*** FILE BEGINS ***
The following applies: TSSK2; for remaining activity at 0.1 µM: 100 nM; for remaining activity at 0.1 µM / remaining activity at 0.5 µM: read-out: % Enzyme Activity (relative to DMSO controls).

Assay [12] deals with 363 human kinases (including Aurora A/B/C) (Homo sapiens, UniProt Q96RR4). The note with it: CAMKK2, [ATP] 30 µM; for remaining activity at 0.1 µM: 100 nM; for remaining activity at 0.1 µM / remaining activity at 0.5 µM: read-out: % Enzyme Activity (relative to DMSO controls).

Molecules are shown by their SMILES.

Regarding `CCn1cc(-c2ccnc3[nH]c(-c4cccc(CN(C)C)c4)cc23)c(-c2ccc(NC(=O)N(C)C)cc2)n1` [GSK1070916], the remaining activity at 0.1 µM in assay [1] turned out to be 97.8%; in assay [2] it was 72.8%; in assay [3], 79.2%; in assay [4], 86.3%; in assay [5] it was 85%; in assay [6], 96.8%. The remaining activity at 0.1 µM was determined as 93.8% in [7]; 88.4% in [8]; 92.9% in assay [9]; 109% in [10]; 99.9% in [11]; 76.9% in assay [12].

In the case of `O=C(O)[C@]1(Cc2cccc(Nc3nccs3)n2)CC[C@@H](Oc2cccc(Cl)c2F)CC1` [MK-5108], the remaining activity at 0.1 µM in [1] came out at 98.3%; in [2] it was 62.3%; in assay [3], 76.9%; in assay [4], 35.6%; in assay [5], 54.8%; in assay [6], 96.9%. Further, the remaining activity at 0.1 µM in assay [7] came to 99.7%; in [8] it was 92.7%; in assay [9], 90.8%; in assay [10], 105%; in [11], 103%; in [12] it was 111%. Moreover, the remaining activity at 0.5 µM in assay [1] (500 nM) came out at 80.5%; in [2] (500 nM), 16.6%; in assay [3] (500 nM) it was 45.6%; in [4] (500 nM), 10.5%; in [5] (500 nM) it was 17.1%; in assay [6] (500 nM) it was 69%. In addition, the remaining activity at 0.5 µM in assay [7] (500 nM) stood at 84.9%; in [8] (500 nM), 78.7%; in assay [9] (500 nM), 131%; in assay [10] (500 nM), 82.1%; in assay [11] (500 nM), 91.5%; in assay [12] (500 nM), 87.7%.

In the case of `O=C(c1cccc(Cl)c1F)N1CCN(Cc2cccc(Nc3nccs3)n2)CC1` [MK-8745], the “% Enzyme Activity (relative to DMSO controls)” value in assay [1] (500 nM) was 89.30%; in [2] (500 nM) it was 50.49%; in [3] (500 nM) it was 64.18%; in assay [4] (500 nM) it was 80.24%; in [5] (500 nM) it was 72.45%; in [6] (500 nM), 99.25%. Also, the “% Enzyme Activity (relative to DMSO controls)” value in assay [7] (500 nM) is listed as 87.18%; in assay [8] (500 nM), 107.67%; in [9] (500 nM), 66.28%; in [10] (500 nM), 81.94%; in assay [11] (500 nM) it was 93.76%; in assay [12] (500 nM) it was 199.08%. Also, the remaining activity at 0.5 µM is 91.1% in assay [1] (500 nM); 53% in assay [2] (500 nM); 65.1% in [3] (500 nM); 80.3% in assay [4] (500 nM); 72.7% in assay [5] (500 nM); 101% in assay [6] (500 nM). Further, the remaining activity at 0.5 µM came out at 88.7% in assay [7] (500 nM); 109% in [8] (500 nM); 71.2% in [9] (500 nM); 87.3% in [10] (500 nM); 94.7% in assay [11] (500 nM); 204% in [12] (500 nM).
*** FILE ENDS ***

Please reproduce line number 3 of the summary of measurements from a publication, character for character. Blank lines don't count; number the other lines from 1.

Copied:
Molecules are shown by their SMILES.